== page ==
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“Sit down, you haven’t reached that stage yet”, African Caribbean children in Leicester schools 1960‐74, Lorna Chessum.

This article discusses the experiences of some African Caribbean Children within Leicester schools during the 1960s, in connection with the local education authority. The research that is discussed by Chessum is from a collection of interviews of some 25 African Caribbean individuals, who had arrived within Britain between 1940 and 1975. The research was also provided by the local press and the sub-committees of the education committee of Leicester.

By 1991, the census showed that within Leicester there was the largest population of both black, and Asian residents than any other city within the United Kingdom. The city was known for prosperity, as it was home to a large proportion of two-income families, resulting in a high yearly household income. The predominate amount of African Caribbean individuals were working class, however, some that arrived after the war possessed qualifications from the West Indies. 

However, Chessum notes that, even with qualifications, faced discrimination due to their race, which resulted in many struggles finding employment within teaching roles for example. Clifton Robinson’s struggles showed that although he passed two scholarships, one from the RAF, and a second which was a degree in educational psychology, he was turned away from a teaching post that he applied to due to his race. After the employer discovered Robinson’s race, he was told the post had been filled, however, the same position went back up a week later. Robinson did manage however to secure a teaching job within Leicester, at Mellor Street School in 1951. He later became the first Black Headteacher in Britain and became an important figure for education within the city. Robinson after witnessing the ignorance of many white teachers within the city about children from the West Indies conducted a study on the children who attended the school. He later offered up his services to other schools in order to help them accommodate more children, which was taken up on a regular basis. Robinson noted however during his research that children from both white and black nationalities would be seen playing together, and would write within the class of their friendships with one another. Robinson highlighted that it was the parents racist, and discriminative views that tried to pull them apart.

Children were noted as some of the earliest arrivals from the Caribbean during the 1950s and faced a large culture shock upon arrival, many missed their homes, and struggled to understand why they had been sent by family members to the UK. Chessum discusses the importance of the relationship between family structure, and the migration process, where often family identity was the primary loyalty within Barbadian families. However, this method of children care that was often described as “leap-frog” due to the amount of movement, was often classed as inadequate to white families at the time. The migration of children was also linked to the racist view that Black culture was inferior, as well as the low attainment of Caribbean children within Schools.

An example from Editha Drew describes her time at a Girls school within Leicester as being a “terrible time” where she would be seen as a dunce who didn’t know anything, especially compared to the other white children, and where put in classes of age, rather than standard. Another example came from Oscar Frank who detailed that within Barbuda he was at the top of his class, however, within Leicester he was put back four years, not because of his knowledge or skills, but because of where he had come from.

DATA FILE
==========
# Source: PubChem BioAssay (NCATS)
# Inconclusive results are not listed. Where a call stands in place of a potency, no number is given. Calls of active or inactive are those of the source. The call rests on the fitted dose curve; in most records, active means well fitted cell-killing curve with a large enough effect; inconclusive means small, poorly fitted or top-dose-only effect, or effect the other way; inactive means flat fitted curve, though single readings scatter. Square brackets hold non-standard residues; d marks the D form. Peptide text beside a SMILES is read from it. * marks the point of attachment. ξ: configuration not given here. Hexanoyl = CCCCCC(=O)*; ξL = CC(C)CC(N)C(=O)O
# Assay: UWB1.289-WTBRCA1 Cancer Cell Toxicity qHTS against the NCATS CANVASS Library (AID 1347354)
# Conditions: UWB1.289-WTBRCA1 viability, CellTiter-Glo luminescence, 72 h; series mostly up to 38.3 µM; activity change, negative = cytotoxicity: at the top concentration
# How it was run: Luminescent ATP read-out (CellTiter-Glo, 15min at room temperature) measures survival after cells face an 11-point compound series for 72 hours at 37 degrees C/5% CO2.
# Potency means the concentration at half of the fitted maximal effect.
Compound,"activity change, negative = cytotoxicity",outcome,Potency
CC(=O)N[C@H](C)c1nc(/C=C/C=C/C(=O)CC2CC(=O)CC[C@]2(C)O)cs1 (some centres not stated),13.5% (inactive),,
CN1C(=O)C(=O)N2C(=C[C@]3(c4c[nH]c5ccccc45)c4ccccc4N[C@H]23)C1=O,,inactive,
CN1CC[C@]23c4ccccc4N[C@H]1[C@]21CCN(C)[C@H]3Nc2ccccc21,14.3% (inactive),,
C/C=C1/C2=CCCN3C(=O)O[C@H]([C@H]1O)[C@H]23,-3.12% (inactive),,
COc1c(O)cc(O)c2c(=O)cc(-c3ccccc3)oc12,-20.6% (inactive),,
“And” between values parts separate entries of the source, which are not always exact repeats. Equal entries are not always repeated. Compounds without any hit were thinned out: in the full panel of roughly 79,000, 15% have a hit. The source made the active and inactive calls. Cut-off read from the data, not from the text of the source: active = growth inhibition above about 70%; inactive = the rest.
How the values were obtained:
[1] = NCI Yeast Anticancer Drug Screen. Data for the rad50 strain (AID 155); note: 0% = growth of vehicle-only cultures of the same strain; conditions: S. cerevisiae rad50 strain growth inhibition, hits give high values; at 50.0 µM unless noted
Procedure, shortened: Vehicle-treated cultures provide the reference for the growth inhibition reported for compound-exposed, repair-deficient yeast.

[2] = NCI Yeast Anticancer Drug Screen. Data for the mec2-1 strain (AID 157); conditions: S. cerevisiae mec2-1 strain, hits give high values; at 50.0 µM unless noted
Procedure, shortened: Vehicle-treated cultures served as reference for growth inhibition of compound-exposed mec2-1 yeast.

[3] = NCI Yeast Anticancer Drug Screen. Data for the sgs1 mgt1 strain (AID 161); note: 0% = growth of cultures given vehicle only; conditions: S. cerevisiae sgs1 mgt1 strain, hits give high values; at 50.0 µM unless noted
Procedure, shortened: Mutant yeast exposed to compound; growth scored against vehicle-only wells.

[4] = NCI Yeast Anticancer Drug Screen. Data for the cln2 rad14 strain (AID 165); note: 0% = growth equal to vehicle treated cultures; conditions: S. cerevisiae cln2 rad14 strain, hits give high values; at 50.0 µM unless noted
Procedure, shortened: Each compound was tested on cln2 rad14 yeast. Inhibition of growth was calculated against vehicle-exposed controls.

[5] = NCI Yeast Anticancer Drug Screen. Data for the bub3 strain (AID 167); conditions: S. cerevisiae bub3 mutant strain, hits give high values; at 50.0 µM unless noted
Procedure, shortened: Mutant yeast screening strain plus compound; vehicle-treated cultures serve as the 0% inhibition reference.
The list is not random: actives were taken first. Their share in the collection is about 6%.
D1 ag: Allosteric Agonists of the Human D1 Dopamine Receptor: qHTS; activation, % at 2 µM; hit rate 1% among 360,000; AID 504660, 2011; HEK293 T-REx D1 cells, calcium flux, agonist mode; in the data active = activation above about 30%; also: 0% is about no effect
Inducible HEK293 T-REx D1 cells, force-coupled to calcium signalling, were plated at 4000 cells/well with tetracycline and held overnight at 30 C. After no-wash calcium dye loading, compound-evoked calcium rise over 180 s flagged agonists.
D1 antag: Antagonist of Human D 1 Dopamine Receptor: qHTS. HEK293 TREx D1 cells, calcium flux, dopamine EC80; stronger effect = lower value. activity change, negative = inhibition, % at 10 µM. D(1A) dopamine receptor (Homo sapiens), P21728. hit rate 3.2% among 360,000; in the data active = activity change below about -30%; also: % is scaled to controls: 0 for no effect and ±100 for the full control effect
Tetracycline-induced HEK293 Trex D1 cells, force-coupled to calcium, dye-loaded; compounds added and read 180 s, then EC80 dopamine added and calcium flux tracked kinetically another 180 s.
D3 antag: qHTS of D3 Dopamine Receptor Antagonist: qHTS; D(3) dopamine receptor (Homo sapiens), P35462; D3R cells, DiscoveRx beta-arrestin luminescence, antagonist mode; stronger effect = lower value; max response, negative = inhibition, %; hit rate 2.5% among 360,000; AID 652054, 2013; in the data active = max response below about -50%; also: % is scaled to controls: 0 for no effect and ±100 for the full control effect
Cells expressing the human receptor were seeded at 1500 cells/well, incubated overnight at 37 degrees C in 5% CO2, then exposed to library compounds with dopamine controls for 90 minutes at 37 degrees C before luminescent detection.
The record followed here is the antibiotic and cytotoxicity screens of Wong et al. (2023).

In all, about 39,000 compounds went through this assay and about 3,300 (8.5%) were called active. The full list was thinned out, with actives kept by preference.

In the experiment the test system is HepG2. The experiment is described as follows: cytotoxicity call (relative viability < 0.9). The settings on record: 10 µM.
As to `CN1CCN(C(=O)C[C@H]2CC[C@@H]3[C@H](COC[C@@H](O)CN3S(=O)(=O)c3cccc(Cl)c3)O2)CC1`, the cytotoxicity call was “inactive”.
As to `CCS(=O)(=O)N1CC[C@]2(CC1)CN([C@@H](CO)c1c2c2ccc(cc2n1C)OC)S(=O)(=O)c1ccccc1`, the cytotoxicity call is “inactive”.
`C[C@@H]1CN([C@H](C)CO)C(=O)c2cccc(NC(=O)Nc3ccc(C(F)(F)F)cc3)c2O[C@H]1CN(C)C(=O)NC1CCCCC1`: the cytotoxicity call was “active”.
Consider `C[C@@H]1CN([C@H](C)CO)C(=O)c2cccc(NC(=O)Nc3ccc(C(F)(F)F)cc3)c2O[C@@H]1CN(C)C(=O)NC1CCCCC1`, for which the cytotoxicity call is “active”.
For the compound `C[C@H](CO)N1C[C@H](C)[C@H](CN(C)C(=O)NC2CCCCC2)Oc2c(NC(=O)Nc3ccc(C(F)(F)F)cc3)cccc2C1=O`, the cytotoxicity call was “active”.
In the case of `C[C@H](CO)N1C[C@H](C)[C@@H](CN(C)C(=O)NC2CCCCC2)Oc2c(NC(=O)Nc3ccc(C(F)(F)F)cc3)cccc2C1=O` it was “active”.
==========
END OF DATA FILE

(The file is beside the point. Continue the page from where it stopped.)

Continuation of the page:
The Leicester Education Association responded in three distinctively discriminative ways according to Chessum, the first included the titling and rationalising of all Black, and Asian children within the Leicester school system as “immigrants”, which was being used to separate the individuals in a negative manner, away from the rest of society. Secondly, the children were defined as “West Indians” purely in order to monitor their numbers, and keep them low. Lastly, the children were seen as inferior to their white classmates and were treated as such within the classrooms, children were then often left without a school to attend, even in areas of low attendance, their presence was not wanted. Often teachers had gone on to complain over the issues of language barriers and would use this as their reasoning for why many were being left without an education, or for their poor treatment.

 The British government was aware of these problems and wished to persevere British influence within the colonies.  The government’s policy of dispersal was raised in 1963, where it was stated that schools should have no more than 30% of it’s pupils being immigrants. Discussions such as these along with the language struggles that led to further discrimination shows that through the 60s policies were being created to further show the perceived “problems” of immigrant children, and how these problems could be stopped by removing the children, as opposed to attempting to help, educate, and accommodate children from both Black, and Asian communities. There was evidence of Black, Asian, Polish, and other immigrants groups living within Leicester since 1945, and yet throughout the 1960s, nothing had been done to help in the fair education of these minority children.

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